Still the dam holding back the Prime Minister’s anger held. But it finally burst yesterday after Mr Barnier set out the EU’s negotiating position, which appeared to be more a series of orders to Mrs May to step into line.
In a clear swipe at Mrs May, Mr Barnier echoed the words of Mrs Merkel by saying some people “have created the illusion that Brexit will have no material impact on our lives, that negotiations can be concluded painlessly. That is not the truth”.
He said Britain would not be “punished” for leaving the EU but the UK would have to “close the account” in a “single financial settlement” which “will cover all the financial relations between the United Kingdom and the European Union – all the commitments entered into as a member of the union”.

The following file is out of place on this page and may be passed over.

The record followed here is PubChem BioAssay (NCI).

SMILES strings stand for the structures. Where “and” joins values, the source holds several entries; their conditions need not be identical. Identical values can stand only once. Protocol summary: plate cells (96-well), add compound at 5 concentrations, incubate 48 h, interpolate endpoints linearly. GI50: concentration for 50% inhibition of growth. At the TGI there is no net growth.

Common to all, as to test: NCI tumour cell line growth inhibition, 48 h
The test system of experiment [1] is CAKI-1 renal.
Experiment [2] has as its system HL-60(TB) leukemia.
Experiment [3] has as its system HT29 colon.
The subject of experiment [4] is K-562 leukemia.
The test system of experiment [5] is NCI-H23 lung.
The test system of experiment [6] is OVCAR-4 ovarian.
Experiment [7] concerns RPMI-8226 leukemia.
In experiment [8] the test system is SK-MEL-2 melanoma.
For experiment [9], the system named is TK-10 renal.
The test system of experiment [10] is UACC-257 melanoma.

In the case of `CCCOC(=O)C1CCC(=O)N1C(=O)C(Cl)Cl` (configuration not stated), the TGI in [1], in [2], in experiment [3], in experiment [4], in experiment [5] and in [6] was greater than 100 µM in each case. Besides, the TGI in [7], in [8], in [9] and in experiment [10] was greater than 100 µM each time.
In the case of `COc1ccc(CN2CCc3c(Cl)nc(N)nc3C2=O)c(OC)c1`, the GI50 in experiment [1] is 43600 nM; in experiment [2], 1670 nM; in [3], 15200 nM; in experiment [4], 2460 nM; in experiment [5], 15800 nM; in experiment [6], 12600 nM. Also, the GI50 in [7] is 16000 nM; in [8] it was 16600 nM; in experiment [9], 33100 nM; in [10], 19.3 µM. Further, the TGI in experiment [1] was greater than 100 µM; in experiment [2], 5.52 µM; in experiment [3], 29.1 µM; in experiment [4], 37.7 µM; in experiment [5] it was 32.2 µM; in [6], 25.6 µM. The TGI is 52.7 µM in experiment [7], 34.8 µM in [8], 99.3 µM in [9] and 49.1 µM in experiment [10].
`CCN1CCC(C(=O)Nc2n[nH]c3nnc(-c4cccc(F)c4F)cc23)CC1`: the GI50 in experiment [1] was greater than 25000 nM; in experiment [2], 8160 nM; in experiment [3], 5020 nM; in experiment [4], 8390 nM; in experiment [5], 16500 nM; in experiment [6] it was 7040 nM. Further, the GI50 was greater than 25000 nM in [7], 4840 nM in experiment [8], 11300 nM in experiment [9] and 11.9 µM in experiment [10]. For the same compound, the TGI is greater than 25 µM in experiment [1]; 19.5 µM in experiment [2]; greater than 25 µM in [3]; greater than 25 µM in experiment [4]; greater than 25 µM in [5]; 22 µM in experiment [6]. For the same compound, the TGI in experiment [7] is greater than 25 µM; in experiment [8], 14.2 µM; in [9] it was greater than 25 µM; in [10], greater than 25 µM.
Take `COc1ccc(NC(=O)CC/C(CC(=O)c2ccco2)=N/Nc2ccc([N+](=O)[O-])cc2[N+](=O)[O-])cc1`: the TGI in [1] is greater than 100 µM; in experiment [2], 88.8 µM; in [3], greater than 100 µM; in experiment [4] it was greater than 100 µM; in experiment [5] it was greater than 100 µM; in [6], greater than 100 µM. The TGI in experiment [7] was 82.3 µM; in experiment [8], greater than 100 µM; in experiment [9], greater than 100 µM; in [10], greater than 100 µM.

The size of the settlement should be “incontestable”, he said, and if Britain did not pay the bill there could be “political and legal problems”.
Mr Barnier said the consequences of Britain leaving without paying would be “explosive”. A landslide victory for Mrs May in the general election “will not change anything as regards the position and determination of the European Union” and it was “high time” for negotiations to start because “the clock is ticking”.
Then came his final flourish as he smugly patronised the hill-walking Prime Minister by advising her to “learn to put one foot in front of the other”.
For Mrs May, enough was enough. As she left for Buckingham Palace for a meeting with the Queen, reporters were briefed that she would make an unscheduled speech outside Downing Street.